Heather B. Moore author of Heart of the Ocean accepted to compile her very personal 10 list for FLY HIGH! Read what she likes best in historical fiction as a reader as well as a writer and get your chances to win in the giveaway contest she sponsors. Have a look at the rafflecopter form below this post and good luck!
1. best historical novel ever read: A tough question! I’d like to mention a recent historical-based novel that I read called The Book Thief by Markus Zusak that takes place during WWII Germany from the omniscient point of view of “Death”—fascinating concept!
2. favourite historical fiction writer
It’s hard to choose a favorite historical fiction writer! I’ve loved everything by Daphne Du Maurier, I read all of the Victoria Holt novels as a teenager, and today, I love writers such as Michelle Moran, who is a wonderful researcher.
3. best hero: I don’t know if any hero has gone through more than James Fraser, the hero in Outlander by Diana Gabaldon, for the woman he loves. It’s still amazing that he survived.
4. best heroine: Can I mention Kit Tyler? I’m sure that The Witch of Blackbird Pond had some subconscious influence when I chose to write about the small town that my character, Eliza, is sent to live. It was one of those books that I seemed to identify with the heroine and read it more than once!
5. best antagonist: Having read plenty of novels on King Henry VIII, Philippa Gregory effectively portrays him as the antagonist that you love to hate in The Other Boleyn Girl.
6. favourite setting in time: I loved reading about 17th century Holland in Tracy Chevalier’s Girl with a Pearl Earring.
7. favourite setting in place: Anne Perry’s novel The Sheen on Silk has the fabulous setting of ancient Byzantine empire of the 13th century.
8. best romantic scene in a historical novel: Regency romance novel, Courting Miss Lancaster by Sarah M. Eden, has one of the sweetest and most romantic scenes at the end of the story between Harry & Athena—and the remarkable thing is that it’s a clean romance. (I might have even become misty-eyed, although I can’t rightly say.)
9. most compelling tragic scene in a historical novel: I won’t ever be able to get out of my mind the scene in Michelle Moran’s book, Madame Tussaud: A Novel of the French Revolution, when Madame Tussaud is forced to make waxed death masks for the beheaded French gentry. It’s tragic in the sense of how much courage it would have taken, as well as how violent and dangerous the society had grown.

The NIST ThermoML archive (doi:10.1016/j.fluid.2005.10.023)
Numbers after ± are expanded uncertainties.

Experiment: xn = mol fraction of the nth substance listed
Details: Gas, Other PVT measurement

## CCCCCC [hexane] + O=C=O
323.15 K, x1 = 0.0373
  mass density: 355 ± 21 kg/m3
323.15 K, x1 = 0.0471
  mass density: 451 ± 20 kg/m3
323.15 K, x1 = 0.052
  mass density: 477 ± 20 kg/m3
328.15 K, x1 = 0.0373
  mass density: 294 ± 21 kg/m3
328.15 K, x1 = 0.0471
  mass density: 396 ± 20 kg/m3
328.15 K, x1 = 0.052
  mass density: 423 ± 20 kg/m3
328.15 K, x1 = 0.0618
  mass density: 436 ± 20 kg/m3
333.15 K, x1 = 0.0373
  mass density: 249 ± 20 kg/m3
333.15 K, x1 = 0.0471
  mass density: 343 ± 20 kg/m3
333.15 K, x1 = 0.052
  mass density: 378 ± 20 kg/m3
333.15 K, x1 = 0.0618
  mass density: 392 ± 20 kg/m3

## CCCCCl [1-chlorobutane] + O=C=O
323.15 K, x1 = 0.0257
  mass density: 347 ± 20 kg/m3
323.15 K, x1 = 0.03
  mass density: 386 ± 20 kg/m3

10. best film / TV adaptations of a historical fiction work: Besides the BBC version of Pride and Prejudice, I very much enjoyed the film adaption of The Other Boleyn Girl.
The tour schedule can be found here:
A dark secret . . . a grieving ghost . . . a handsome stranger . . .What more could Eliza Robinson want?
Except for maybe her life.
In Heather B. Moore’s enthralling 1840’s historical romance, Heart of the Ocean, Eliza Robinson has turned down the very pretentious Mr. Thomas Beesley’s marriage proposal. As a business partner of Eliza’s father, Thomas quickly discredits the family and brings disgrace to the Robinson name.
While her father scrambles to restore his good name in New York City, Eliza flees to the remote Puritan town of Maybrook to stay with her Aunt Maeve. Although relieved to be away from all- things-male and unforgiving gossip columns, odd things start to happen to Eliza, and she is plagued by a ghostly voice. Her aunt’s explanation? That Eliza is being haunted by a woman who died of a broken heart twenty years ago.
After Aunt Maeve is tragically killed, Eliza's life is put in danger as she tries to uncover the mystery of her aunt's death. She encounters Jonathan Porter in Maybrook, whose presence in the town seems suspicious, yet she finds herself drawn to him. When she discovers that Jonathan’s dark secrets may be the link between the dead woman who haunts her and her aunt’s murderer, Eliza realizes that Jonathan is the one man she should never trust.
Heather B. Moore is the award-winning author of ten novels, two inspirational non-fiction books, and two anthologies, including The Newport Ladies Book Club Series, A Timeless Romance Anthology, and Christ's Gifts to Women (co-authored by Angela Eschler).
Her historical fiction is published under the pen name H.B. Moore. She is the two-time recipient of Best of State in Literary Fiction, two-time Whitney Award Winner, and two-time Golden Quill Winner for Best Novel. Her most recent historical novel under H.B. Moore is Daughters of Jared (2012 LUW Gold Award of Excellence & 2012 LUW Best Book Trailer).
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